Sponsored by AdvancePierre® Foods
Culinary trends may come and go, but the popularity of the nation’s most beloved sandwich, the hamburger, seems to increase by the day.
There’s simply no end in sight to the burger's evolution, reinvention and re-categorization. In recent years, entire concepts based on the idea of making burgers simple again by limiting toppings and bun choices have emerged and expanded. By comparison, others have met with similar success by piling burgers sky high with ingredients commonly seen on Asian and Mexican menus.
Even the better-beef trend has trickled down from fine-dining restaurants to quick-service and fast-casual chains as Certified Angus Beef®, grass-fed and antibiotic-free burgers now are offered for single-digit prices.
But the sandwiches themselves aren’t the only signs of the burger’s unflagging march forward. Cooking methods are changing to hasten throughput, and fully cooked patty options are increasing. Chefs are choosing widely varied cuts of meat to achieve precise fat-to-lean ratios which give their burgers a signature taste, and even the mere shaping of what basically is a flat disc of meat is being tweaked to yield increased tenderness.
“A lot of competition right now is focused on creating new and interesting flavor combinations,” says James Walker, president of operations, development and marketing at Johnny Rockets. “We do some of that, too, but we’re focused mostly on four basic elements: quality of beef, quality in the ratio of ingredients, quality seasoning and a quality cooking method.”
That fourth element led the 394-unit chain to roll out a weighted clamshell burger cooker which applies direct heat to the top and bottom of the burger. The change reduced cook times from nearly five minutes to just over a minute. Without having to smash the meat manually on the grill and then flip it to cook the opposite side, Walker says the finished product has much better mouthfeel.
“We’ve learned that the less you handle a burger, the better the product,” he says.
Some restaurants are slashing cooking times by using pre-cooked patties. Products like The PUB® Steak Burgers from AdvancePierre — a supplier of burger products to the foodservice industry — are flame grilled for added flavor and then reheated on premise. Such precooked products increase food safety, increase speed of preparation, clean up, and guarantee consistent great taste every time vs. patty prepping by hand.
Leadership at MOOYAH Burgers, Fries and Shakes upgraded its meat to Certified Angus Beef® to remain in step with improving quality across the fast-casual segment. Michael Mabry, MOOYAH president and chief operating officer, says the 100-unit chain also realized its core customers were shifting their choices from personal customization of their burgers to combos created by the brand.
“Our brand was built on customization, and we rode that hard for nine years,” Mabry says. But with the recent introduction of its Favorites menu, made up of a blend of 10 top-performing LTOs such as The Double Diablo (beef, pepper cheese, hot sauce and jalapeno slices) and regular menu items, “We found that as many as 70 percent of customers are ordering off that in our new restaurants. It’s also just a list they can look at quickly and choose from.”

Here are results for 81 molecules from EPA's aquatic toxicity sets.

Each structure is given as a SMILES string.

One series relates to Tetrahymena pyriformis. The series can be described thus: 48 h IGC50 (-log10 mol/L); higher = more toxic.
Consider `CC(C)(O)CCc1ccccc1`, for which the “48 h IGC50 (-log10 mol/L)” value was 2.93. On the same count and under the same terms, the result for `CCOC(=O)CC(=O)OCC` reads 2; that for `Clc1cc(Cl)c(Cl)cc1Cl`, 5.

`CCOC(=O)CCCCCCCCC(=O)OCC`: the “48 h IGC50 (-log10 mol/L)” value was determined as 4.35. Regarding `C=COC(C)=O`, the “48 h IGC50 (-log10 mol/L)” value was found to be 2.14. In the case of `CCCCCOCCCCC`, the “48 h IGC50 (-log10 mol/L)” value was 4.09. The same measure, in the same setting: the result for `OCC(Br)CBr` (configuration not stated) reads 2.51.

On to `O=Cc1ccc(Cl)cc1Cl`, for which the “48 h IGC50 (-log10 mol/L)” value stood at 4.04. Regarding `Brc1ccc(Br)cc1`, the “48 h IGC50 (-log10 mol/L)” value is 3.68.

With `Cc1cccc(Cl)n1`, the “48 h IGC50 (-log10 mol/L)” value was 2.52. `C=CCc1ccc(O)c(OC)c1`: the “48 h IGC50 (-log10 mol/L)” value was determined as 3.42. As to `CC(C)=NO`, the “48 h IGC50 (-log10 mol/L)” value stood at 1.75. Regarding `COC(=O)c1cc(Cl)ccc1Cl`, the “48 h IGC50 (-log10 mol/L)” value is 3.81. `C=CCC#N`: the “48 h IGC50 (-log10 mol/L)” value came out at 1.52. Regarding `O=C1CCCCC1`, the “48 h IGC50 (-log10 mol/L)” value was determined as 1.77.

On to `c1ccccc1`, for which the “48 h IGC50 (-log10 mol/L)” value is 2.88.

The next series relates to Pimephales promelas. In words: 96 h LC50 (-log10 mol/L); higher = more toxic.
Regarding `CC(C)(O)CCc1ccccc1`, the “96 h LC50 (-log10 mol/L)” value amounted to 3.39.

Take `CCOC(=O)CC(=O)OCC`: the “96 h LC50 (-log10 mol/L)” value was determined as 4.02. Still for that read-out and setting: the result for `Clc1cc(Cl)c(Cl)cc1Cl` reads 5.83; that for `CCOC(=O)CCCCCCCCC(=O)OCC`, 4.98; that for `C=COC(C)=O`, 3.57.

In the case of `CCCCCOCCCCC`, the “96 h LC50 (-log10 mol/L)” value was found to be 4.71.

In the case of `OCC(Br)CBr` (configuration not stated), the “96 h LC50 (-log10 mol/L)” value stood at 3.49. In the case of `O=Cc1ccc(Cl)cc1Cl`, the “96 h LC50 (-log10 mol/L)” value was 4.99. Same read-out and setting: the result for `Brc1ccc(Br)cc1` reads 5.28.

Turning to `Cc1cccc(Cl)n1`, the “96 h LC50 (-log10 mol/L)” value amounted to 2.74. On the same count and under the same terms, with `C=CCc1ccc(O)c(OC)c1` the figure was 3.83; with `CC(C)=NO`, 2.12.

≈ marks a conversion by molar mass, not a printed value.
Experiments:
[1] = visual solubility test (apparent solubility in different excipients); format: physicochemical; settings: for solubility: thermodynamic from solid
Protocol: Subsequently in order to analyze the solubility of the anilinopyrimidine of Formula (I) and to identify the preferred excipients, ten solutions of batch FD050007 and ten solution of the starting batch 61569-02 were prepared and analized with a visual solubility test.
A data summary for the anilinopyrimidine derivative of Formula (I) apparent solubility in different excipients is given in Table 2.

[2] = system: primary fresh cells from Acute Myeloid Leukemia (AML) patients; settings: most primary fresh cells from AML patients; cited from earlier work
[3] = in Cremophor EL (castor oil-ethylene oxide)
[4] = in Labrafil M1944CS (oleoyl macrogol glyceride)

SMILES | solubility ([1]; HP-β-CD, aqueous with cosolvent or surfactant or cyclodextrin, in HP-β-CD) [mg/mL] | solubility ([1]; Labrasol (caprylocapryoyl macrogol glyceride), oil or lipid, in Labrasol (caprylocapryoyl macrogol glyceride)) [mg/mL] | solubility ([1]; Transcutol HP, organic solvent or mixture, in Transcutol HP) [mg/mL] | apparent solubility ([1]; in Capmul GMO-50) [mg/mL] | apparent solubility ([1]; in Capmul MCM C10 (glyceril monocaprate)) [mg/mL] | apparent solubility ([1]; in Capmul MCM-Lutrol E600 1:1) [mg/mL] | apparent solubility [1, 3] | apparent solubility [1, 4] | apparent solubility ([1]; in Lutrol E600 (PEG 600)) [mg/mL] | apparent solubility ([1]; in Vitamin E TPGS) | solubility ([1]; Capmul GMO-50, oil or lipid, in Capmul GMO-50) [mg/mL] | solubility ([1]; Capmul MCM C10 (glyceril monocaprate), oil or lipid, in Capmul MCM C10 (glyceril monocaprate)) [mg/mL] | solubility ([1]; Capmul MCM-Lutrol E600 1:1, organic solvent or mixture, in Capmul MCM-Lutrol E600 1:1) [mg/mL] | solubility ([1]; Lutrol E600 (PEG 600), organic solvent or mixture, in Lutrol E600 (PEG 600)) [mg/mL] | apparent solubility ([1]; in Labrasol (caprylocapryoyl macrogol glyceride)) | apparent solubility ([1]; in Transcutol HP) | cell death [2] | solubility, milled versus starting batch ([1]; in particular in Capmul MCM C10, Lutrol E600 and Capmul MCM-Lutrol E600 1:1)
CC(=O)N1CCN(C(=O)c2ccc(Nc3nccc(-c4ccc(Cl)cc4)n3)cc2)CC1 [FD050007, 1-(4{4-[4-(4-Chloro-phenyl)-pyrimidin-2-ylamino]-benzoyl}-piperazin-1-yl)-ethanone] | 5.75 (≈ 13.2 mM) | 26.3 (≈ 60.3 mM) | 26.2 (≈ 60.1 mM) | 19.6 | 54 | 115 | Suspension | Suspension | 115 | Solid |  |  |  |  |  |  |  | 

When it comes to ingredient innovation, independents are leading the way with international flavors. Who needs lettuce when you can have spicy kimchee, or ketchup when there’s gochujang on hand? Departure, a Pan-Asian restaurant in Denver, serves a Wagyu bulgogi burger with sweet onion, fried egg, butter lettuce and ssamjang — a spicy Korean dipping sauce. Similarly, at Warehouse in Charleston, South Carolina, the Walk of Shame Burger includes two dry-aged beef patties topped with house-made kimchee, Korean barbecue sauce, red curry aioli, American cheese and a fried egg.
“Warehouse has a great late-night bar crowd, so we serve the Walk of Shame at Sunday brunch,” says executive chef Emily Hahn. The meat is a blend of chuck, brisket and short rib. Acknowledging that the term “walk of shame” elicits some unsavory connotations, Hahn laughs and adds, “Okay, it’s shamefully delicious. It’s sloppy and funky and puts so many flavors in your face — just shamefully good.”
But independent operators are not the only ones getting a little edgy with their burgers — chains are experimenting as well. Burger King’s Angry Whopper LTO got even hotter last year with the addition of a hot sauce-infused bun. And McDonald’s continues to experiment with multiple flavor extremes with its spicy Pico Guacamole Burger, and its sweet and savory Maple Bacon Dijon Burger.
George McKerrow Jr., co-founder and chief executive of Ted’s Montana Grill, says the 47-unit casual concept sells plenty of unique burgers, many of which are made with the chain's signature bison meat. One example he mentions is its Canyon Creek option, garnished with cheddar, bacon, jalapeño, blackberry jam and a fried egg. Yet, when it comes to burgers, he says classics outsell newcomers.
“We’ve moved along as trends have gotten more sophisticated and people want more flavor and uniqueness, and we know things like Sriracha and jalapeño and guacamole are hot,” says McKerrow. “But at the end of the day, our top sellers are cheeseburgers and bacon cheeseburgers. So we cater to both.”